Potential M&A Boom from Tax Cuts Hinges on Interest Deductions

  • United States
  • 09/27/2017
  • Bloomberg Law

By Laura Davison and Colleen Murphy

An uptick in mergers and acquisitions could result from steep tax cuts, but the size of a deal-making frenzy is dependent upon how aggressive lawmakers are in paying for those rate reductions.

“Rate reduction is a good thing for M&A, but how much of a good thing depends on what else is going on,” said Eric Sloan, a partner at Gibson, Dunn & Crutcher LLP who advises private equity firms.

House Republicans are scheduled to release a tax plan calling to cut the corporate rate to 20 percent and the passthrough rate to 25 percent, tax lobbyists told Bloomberg BNA. The lobbyists spoke on the condition of anonymity because the framework is not yet public. The plan, intended to generate support for tax legislation among rank-and-file members, will likely be vague about how the GOP plans to offset these tax cuts.

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The private equity industry, which relies heavily on debt to fund acquisitions, is closely watching how lawmakers decide to treat the deduction for interest expense, which will affect how profitable deals can be. House Ways and Means Committee Chairman Kevin Brady (R-Texas) has said the tax framework, set to be released this week, will address interest deductibility. A House GOP tax reform plan from 2016 suggested eliminating the tax break.

Permanently reducing corporate and passthrough rates to 20 percent and 25 percent, respectively, would require Republicans to agree on curtailing popular tax breaks, such as the mortgage interest deduction or the research and experimentation credit, indicating that the cuts could be limited to 10 years.

“This framework is walking the fine line of having enough detail to get rank-and-file Republican support,” said Marc Gerson, chair of Miller & Chevalier Chartered. “But at the same time it has to balance not having too much detail on the revenue offsets.” Specifics on tax breaks to be eliminated could rouse political opposition to the plan, he said.

Increased Demand

A 10-year corporate rate cut would likely increase the number of private equity deals and the price that people are willing to pay, Sloan said. But limiting or eliminating the deduction for interest expense could temper the appetite for acquisitions, he said. Within 10 years of reduced rates, private equity firms could complete about two deal cycles, which tend to last three to five years.

The prices that private equity firms have been willing to pay are already trending upward. U.S. leveraged-buyout firm Hellman & Friedman LLC this week agreed to acquire Nordic payments provider Nets A/S for 40 billion Danish kroner ($6.4 billion), including assumed net debt. The price is almost 15 times estimated earnings before interest, taxes, depreciation, and amortization.

Sharp reductions to the corporate rate could also increase the number of businesses interested in making an acquisition, or being acquired themselves, said Mel Schwarz, director of legislative affairs in Grant Thornton LLP’s Washington National Tax Office.

“Taxes are the biggest bite out of the profitability of companies, so anything to reduce cash expenses is good,” Sloan said.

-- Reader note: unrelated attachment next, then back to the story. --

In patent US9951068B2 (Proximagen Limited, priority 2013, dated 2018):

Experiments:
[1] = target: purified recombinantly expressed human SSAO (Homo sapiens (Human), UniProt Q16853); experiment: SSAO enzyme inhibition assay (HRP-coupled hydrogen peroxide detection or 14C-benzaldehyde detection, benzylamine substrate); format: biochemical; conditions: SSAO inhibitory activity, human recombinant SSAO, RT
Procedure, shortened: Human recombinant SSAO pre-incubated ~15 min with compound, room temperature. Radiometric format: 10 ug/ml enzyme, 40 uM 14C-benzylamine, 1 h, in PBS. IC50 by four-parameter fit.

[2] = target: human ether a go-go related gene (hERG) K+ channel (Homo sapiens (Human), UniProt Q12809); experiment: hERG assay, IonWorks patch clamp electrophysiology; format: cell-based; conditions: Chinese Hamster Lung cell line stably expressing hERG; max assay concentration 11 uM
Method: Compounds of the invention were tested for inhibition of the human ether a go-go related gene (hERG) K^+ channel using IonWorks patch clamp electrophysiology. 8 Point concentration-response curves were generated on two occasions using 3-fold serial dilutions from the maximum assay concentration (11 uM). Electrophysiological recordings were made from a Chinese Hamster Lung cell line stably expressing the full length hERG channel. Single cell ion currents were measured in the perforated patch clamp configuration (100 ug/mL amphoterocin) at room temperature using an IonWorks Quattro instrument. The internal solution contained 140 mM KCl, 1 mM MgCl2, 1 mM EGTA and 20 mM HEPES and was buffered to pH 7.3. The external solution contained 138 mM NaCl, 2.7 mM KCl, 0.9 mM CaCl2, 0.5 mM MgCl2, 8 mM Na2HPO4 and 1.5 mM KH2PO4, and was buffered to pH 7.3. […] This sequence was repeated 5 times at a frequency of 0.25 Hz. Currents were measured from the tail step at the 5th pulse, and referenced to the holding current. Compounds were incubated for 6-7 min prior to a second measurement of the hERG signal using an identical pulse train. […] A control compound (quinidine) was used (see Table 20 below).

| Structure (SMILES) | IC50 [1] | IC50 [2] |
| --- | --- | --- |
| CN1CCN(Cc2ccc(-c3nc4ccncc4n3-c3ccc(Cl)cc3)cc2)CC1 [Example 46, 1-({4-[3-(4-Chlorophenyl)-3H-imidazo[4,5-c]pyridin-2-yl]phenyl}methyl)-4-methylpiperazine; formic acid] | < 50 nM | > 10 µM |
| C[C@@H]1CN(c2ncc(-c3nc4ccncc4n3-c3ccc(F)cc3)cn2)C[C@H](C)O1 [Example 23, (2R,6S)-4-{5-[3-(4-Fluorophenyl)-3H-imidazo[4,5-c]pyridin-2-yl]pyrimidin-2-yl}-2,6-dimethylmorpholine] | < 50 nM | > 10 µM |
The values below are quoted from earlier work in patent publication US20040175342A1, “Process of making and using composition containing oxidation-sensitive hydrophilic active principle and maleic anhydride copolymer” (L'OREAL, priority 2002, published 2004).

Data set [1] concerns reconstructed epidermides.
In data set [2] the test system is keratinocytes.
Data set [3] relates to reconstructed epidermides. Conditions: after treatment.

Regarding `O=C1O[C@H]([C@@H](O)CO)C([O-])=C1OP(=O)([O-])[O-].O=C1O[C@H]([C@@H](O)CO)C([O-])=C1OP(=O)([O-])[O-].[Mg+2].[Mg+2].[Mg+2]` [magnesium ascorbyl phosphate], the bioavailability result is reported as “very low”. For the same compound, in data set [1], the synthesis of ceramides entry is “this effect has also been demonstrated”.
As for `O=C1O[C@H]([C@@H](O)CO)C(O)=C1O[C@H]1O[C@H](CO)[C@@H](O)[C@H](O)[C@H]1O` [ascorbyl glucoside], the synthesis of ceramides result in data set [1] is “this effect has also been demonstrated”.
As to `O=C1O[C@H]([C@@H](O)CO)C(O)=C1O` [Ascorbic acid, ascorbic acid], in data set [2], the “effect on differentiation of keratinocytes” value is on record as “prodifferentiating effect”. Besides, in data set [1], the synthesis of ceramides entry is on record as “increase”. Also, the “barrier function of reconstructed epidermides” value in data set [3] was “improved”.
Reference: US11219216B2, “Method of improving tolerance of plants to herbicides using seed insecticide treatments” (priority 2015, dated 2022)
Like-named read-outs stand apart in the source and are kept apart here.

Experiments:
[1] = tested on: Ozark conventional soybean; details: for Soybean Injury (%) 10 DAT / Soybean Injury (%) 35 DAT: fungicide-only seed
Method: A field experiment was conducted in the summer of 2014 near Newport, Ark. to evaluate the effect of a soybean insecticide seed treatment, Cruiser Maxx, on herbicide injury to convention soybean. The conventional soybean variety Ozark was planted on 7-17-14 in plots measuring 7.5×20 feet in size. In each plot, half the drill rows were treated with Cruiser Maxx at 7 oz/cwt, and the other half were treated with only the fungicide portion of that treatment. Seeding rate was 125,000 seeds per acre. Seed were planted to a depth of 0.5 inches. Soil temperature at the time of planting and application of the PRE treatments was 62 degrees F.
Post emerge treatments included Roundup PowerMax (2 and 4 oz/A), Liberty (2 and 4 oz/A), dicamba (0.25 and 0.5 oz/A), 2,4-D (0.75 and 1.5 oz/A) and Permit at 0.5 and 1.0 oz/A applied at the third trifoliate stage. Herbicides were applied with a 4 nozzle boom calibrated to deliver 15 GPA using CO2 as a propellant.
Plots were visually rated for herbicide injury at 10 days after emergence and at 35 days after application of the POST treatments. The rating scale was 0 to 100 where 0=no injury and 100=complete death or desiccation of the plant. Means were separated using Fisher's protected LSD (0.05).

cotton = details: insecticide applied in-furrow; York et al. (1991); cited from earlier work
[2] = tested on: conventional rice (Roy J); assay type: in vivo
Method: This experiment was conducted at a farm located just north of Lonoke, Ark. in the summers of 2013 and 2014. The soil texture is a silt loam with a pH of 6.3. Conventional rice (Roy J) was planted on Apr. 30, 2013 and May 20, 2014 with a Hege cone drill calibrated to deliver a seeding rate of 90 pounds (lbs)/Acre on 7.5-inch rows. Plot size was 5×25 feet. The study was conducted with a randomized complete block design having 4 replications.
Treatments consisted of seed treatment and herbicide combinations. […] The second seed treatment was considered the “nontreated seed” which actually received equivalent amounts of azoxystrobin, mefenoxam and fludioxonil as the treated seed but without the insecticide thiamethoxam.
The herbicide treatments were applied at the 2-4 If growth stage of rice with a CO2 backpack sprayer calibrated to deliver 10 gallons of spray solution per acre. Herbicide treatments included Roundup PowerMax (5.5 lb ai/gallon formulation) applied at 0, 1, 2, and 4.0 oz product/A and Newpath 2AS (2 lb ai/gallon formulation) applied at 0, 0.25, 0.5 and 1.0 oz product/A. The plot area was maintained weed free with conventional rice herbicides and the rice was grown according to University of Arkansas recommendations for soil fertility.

Lawmakers and White House officials have been considering a rule that would tax 70 percent of passthrough income as wages and subject the remaining 30 percent to the special passthrough rate. Such a restriction would motivate many large, well-established S corporations to convert to a C corporation, Schwarz said.

Those companies could then be more open to making investments or being acquired since they wouldn’t be limited by S corporation rules that restrict the number and type of investors.

“S corps converting to C corps increases the universe of players of target or portfolio companies that will be more readily in play,” Schwarz said.

A 10-year rate cut doesn’t provide the certainty that a permanent change does, but some companies assume Congress won’t let rates increase back to the level they are now, he said. A two-year reduction wouldn’t generate much M&A activity, but 10 years should lead to an uptick, he said.

Inversion Disuasion

A 20 percent corporate rate is likely low enough that companies would reconsider inversions, international tax attorneys told Bloomberg BNA.

“I think people are going to say, ‘Wait a second, is it worth it?’” said Peter Connors, a tax partner at Orrick, Herrington & Sutcliffe LLP and a member of the Bloomberg BNA Tax Management Corporate Tax Advisory Board.

Connors pointed to the U.K. as an example of what the U.S. is up against as Republicans try to make the tax code more competitive. The U.K has a corporate rate of 19 percent, exempts foreign earnings, and doesn’t have a withholding tax on dividends.

Practitioners also said that while permanence is important for planning purposes, corporations may decide 10 years is sufficient—and lawmakers may decide to extend the cut rather than watch rates increase.

“There is a broad sense in recent years that the federal government isn’t able to withdraw benefits once extended,” said David R. Hardy, a tax partner at Osler, Hoskin & Harcourt LLP.

Some Republicans have said that no base erosion prevention measure is needed in a tax bill if the corporate rate is sufficiently low. Republicans initially planned to use the border adjustment provision—a 20 percent import tax—as an anti-base erosion measure.

“The lower you drive the rate, it takes pressure off those type of rules,” Gerson said. “I don’t know where the balance is of when the rate is low enough that the rules aren’t necessary.”

To contact the reporters on this story: Laura Davison in Washington at lDavison@bna.com; Colleen Murphy in Washington at cmurphy@bna.com

To contact the editor responsible for this story: Meg Shreve at mshreve@bna.com

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